It's probably easiest to just do it yourself at home. MyCollegeCalendar.org has basically spelled everything out for almost-undergrad fools. The company's C.O.O. started it after collecting a ton of material while his eldest daughter was applying to college—she got into a bunch of good schools and went to the one that would end up assigning her to live in the same room as me for her freshman year, much to the musical distastes of our floormates.
The site keeps track of everything for you. It tells you when you need to be applying to the schools of your choice (you can enter up to 10 into your calendar), when is the best time to apply for scholarships and grants (the earlier, the better) and basically holds and reminds you of any other info you want to include. And that is undoubtedly better than nagging parents worried about your essays, owing an unnecessary amount post-grad, or discovering you missed the deadline of your top choice after you already bought the $85 hoodie.
It won't contribute to your college costs, 'cause it's free, and it will probably work better than having a thousand applications and a million post-its everywhere, because it's kind of hard for the internet to somehow end up in the trash.
Tuesday, September 2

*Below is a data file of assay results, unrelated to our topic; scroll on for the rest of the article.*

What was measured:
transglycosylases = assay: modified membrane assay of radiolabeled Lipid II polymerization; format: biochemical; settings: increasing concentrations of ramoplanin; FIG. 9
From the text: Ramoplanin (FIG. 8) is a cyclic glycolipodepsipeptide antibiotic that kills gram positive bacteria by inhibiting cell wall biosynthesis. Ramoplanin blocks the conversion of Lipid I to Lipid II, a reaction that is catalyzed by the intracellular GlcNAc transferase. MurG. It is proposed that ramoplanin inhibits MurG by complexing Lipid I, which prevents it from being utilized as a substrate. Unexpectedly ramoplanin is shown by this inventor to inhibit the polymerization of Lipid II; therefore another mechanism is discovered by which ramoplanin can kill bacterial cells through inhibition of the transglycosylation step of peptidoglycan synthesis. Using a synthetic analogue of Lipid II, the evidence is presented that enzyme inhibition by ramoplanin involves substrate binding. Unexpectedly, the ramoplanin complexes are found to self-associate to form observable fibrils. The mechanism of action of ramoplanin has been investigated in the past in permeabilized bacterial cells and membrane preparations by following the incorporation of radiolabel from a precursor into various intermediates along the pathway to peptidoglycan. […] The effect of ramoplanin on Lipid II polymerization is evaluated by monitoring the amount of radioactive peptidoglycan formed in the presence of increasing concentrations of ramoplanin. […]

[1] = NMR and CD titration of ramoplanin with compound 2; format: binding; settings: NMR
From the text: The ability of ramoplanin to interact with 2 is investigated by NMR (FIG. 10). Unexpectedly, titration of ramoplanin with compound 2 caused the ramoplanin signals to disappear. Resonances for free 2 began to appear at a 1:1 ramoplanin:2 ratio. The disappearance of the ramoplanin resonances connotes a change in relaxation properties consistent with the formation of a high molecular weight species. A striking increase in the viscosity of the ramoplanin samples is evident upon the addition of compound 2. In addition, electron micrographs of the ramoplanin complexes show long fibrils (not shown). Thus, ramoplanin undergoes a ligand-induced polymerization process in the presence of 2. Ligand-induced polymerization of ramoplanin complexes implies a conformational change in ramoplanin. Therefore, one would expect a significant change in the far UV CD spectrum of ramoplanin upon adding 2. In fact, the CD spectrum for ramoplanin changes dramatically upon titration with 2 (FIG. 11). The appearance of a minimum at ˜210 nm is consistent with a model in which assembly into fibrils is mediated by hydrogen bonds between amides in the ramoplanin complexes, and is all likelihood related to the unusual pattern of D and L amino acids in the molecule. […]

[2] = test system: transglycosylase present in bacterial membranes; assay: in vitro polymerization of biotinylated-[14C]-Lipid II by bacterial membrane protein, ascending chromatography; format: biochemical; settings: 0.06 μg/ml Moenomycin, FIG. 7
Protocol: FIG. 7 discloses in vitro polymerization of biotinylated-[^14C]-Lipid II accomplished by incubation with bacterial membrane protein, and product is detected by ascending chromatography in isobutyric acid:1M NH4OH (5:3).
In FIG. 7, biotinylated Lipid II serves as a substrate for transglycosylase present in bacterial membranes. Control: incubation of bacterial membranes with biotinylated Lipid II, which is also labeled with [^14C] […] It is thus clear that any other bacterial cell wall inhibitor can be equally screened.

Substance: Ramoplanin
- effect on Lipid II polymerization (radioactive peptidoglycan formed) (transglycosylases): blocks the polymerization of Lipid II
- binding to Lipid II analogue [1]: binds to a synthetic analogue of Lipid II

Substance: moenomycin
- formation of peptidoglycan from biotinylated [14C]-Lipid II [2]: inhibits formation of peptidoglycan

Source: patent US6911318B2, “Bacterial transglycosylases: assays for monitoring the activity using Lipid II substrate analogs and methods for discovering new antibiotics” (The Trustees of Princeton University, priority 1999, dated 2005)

Levi Johnston is a self-described "fuckin' redneck" who in his spare time likes to "shoot some shit" and impregnate girls. He was arrested last year for stealing salmon . . . out of a lake.
Levi's mom says he's "not facing any pressure to marry" Bristol. Which is the most hilarious thing I've read about him yet.
While I do think it's cool that Bristol decided to have her baby Jamie Lynn-style, I also think we all know that they'll be married by the time Sarah snipes the Thanksgiving turkey from her bedroom window while changing her own baby's diaper and shopping for bulk Aquanet online.
SOUNDTRACK: "Papa Don't Preach" by Madonna.
Friday, August 22
Here's some web stuff to entertain y'all:
Oh, this is why Republicans think Obama is too big a celebrity. A refresher course in the Obama Girl, who will evidently be all up in the DNC. "You went to border security . . . let's break this border between you and me . . . "
And listen to the first minute of this for an interesting review of her work.
Passive-aggressives vs. annoyings: Passiveaggressivenotes.com.
Wednesday, August 20
Despite concerns over a tumbling economy and flip-flopping gas and oil prices, a little crop that could has given Americans a reason to mix drinks as we head into fall.
The Cape Cod Cranberry Growers' Association announced Tuesday that Massachusetts' 2008 cranberry crop will be up by a whopping 25% . . . strange and fortunate, seeing as much of the country's nature-candy is down due to crazy weather, strange experiments that try to turn them into gasoline, and being pissed off. But 25% is big . . . enough to ensure that no bartender can ever tell you he's out of cranberry when really the Sprite fountain is just closer.
Southeastern Mass is the world's largest exporter of cranberries; according to my math, this means we can thank my dear hometown (on the South Shore) for Sex on the Beach, Alabama Slammers, Cosmos, and Cape Codders.
And Red-Headed Sluts. But you already knew that.
Oh, Massachusetts, of thee I sing . . . very likely to a song like "Take Me Home Tonight" along with a jukebox, after four vodka cranberries and while holding a shot.
THIRSTY? Absolut's Top 20 drinks made with cranberry juice.